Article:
Indian Wheat Latest

With rice production this year expected to fall to more than 7 MMT below the level of production, India is keeping its fingers crossed that late season heat doesn't cause too much damage for the impending wheat crop.

Indian wheat potential was damaged by a very warm and dry February in the normally high-yielding states Punjab and Haryana pushing wheat development rapidly towards maturity, says Gail Martell of Martell Crop Projections:

Hot temperatures are forecast continue this week, with highs in the 90-97 degrees Fahrenheit (32-36 degrees Celsius) range in the northern wheat states. An 82.3 MMT harvest will not be achieved as the Indian government had hoped for, as heat late in the growing season is very damaging reducing kernel-fill, says Gail.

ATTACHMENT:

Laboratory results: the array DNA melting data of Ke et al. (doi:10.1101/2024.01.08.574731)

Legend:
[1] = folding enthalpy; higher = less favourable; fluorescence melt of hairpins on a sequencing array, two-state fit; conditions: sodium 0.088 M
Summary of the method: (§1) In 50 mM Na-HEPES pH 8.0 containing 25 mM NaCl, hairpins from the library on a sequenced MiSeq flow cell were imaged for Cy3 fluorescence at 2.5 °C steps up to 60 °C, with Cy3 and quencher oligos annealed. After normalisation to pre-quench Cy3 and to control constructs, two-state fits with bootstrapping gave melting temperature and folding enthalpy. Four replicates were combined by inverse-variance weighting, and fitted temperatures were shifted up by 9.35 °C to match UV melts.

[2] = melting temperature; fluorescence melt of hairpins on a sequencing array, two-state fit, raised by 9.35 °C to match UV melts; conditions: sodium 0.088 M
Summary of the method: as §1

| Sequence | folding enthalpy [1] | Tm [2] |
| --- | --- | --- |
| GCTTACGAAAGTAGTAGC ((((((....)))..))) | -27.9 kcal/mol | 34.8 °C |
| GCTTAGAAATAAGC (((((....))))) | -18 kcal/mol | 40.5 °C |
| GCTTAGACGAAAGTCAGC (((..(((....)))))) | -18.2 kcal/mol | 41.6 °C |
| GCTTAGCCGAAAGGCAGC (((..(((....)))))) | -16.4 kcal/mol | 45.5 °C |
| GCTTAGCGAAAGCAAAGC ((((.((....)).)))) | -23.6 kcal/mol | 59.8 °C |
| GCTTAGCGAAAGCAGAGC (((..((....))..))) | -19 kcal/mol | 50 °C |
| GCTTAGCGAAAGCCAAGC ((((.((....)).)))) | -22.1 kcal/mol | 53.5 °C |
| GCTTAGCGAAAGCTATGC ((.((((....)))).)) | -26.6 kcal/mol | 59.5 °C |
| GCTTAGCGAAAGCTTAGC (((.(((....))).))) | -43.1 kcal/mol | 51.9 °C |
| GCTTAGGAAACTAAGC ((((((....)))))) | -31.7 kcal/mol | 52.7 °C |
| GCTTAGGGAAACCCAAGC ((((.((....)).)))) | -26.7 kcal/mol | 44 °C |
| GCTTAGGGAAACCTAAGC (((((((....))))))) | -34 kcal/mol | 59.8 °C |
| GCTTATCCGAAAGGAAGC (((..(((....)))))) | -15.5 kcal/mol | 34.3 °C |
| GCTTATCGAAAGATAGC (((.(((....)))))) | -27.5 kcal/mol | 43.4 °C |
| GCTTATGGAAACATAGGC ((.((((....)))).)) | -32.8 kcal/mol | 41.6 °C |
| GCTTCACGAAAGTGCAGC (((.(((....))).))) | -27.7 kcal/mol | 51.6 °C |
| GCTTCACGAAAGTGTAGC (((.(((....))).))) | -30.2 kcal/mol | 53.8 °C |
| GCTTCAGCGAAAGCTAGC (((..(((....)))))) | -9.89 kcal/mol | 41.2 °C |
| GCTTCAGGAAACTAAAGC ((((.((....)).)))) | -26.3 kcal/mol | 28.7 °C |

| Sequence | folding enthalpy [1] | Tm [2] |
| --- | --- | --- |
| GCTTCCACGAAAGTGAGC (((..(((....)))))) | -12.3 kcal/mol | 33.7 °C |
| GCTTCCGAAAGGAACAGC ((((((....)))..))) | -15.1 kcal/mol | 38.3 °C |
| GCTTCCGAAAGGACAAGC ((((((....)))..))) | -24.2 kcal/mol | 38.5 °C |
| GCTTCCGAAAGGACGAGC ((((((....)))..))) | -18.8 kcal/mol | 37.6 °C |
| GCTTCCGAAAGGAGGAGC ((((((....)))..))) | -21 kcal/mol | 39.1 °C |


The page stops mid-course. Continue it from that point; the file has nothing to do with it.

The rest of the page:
Despite constantly insisting that domestic wheat stocks are plentiful, bordering on burdensome, the Indian government yesterday announced that they were considering extending the period in which wheat can be imported duty free until the end of 2010. The current duty free regime expires at the end of this month.

Today they have dropped their wheat production estimate for the coming harvest to 80.28 MMT.

Who knows what the real stock situation is in India? The government recently forecast that they would have nearly 15 MMT of old crop wheat left in storage when the new marketing year begins on April 1.

Due to their constant prevarications and hesitation across the winter as to whether to allow any of their 'burdensome stocks' go for export, I strongly suspect that much that has either already been eaten by rats, exported via the back door, or wouldn't pass as fit for canine consumption let alone anything else.

The government plan to buy a further 24 MMT from farmers in the new MY, according to the Press Trust of India. Annual consumption is pegged at around 76 MMT. If production this year comes in nearer to that sort of number, the reality of the Indian stock situation could be a whole lot tighter than the paperwork suggests.